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United States v. Jackson

February 9, 2007

UNITED STATES OF AMERICA PLAINTIFF
v.
JOSEPH BAUER JACKSON DEFENDANT



The opinion of the court was delivered by: James M. Moody United States District Court

ORDER

Pending before the Court is defendant's Motion to Dismiss Indictment for Speedy Trial Violations. For the reasons stated below, the Motion is denied (#368).

On September 5, 2007, defendant was charged in a Third Superceding Indictment with conspiracy to distribute more than 500 grams of methamphetamine.

Defendant's trial was originally scheduled for December 11, 2006. On September 25, 2006, defendant filed a Motion for Determination of Mental Competence and on September 26, 2006 defendant filed a Motion for Continuance of the December trial date.

On October 2, 2006, the Court issued an Order directing defendant to undergo a mental competence evaluation. The Order also stated that any delay resulting from the examination would be excluded under the Speedy Trial Act as provided by 18 U.S.C. § 3161(h)(1)(A), but that any time consumed in excess of ten days from the date of the Order until the time of defendant's arrival at the destination would be unreasonable as outlined in the Speedy Trial Act pursuant to 18 U.S.C. § 3161(h)(1)(H).

On October 3, 2006, the United States Marshall Service made a designation request for defendant's mental evaluation.

On October 10, 2006, the Court granted defendant's Motion for Continuance and rescheduled the trial for the April, 2007 date and noted that the delay from defendant's continuance motion would not be counted against the Speedy Trial Act pursuant to 18 U.S.C. § 3161(h)(8)(A) and (h)(7).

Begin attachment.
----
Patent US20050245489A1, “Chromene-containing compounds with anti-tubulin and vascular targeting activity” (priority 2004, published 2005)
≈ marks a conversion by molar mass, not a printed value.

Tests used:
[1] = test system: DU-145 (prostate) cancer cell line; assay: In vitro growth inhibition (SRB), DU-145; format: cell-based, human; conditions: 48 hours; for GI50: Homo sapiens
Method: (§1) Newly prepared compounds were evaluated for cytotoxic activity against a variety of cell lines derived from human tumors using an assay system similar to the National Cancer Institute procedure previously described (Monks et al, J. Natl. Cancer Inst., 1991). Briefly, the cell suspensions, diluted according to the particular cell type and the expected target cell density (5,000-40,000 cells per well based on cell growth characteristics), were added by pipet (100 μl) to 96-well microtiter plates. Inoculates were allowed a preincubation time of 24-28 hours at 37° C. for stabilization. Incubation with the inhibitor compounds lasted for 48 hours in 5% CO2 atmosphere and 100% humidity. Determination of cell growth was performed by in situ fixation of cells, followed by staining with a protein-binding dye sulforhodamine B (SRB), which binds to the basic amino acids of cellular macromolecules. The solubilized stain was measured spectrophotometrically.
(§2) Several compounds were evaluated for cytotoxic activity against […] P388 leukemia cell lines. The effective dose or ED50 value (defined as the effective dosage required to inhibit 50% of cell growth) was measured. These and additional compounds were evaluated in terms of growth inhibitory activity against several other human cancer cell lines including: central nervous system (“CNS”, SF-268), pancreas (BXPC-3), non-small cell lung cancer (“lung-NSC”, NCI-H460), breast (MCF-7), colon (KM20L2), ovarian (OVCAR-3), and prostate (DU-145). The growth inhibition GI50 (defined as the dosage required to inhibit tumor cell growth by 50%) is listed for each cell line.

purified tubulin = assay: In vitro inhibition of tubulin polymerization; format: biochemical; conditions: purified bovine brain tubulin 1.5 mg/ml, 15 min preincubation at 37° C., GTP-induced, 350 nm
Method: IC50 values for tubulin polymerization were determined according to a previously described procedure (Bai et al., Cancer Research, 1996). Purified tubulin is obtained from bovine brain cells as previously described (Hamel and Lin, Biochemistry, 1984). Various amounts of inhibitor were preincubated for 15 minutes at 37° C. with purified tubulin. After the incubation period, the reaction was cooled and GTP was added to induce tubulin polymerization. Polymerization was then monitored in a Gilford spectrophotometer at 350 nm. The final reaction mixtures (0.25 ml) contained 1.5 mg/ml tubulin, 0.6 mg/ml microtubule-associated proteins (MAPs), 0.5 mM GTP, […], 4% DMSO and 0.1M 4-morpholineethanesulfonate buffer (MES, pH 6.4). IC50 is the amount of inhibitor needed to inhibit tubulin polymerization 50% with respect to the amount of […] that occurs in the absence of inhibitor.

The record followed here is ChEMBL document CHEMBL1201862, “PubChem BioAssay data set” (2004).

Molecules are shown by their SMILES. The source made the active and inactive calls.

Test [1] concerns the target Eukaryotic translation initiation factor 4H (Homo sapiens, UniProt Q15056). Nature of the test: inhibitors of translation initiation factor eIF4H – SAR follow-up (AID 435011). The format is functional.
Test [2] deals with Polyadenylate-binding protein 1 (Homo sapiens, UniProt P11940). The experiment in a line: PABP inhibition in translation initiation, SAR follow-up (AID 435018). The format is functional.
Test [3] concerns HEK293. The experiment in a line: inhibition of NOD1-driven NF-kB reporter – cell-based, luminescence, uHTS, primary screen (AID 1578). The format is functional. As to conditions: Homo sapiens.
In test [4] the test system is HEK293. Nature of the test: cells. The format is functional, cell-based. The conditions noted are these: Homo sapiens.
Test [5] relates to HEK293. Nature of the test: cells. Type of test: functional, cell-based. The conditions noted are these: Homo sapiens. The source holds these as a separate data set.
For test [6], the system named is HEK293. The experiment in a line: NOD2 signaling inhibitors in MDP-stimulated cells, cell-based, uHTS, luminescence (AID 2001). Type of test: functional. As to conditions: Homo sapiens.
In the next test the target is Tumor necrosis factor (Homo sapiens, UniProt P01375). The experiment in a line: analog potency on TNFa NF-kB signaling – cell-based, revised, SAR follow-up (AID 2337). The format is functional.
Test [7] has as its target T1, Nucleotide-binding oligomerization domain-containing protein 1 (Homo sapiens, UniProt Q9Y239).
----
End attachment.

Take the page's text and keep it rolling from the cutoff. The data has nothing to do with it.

On January 17, 2007, defendant filed this motion in which he stated that "according to the Marshal's Service, [defendant] remains incarcerated at Mason, Tennessee, without having ever been transported to a hospital for an evaluation."

Defendant contends that the delay of over three months in transferring him to a medical facility as ordered by the Court violates the Speedy Trial Act. The Speedy Trial Act requires that a federal criminal defendant be brought to trial within 70 days of the filing of an indictment or of arraignment, whichever is later. United States v. Degarmo, 450 F.3d 360, 362 (8th Cir. 2006).

The government concedes that the failure to transport defendant was an unintentional oversight. However, the government contends that the October 10, 2006 grant of defendant's Motion for a Continuance properly excluded the delay from the December trial date to the trial setting in April, 2007 from being counted under the Speedy Trial Act. The Court agrees and finds that there has been no violation of the Speedy Trial Act.

The Court also finds that defendant's Sixth Amendment right to a speedy trial has not been violated as the delay has not been uncommonly long. See Id. at 364-365 (to trigger a speedy trial analysis under Sixth Amendment, defendant must make initial showing that "interval between accusation and trial has crossed the threshold dividing ordinary from 'presumptively prejudicial' delay.").

Finally, the government is directed to report to the Court within five days of the date of this Order defendant's current location and status.

IT IS SO ORDERED THIS 9 day of ...


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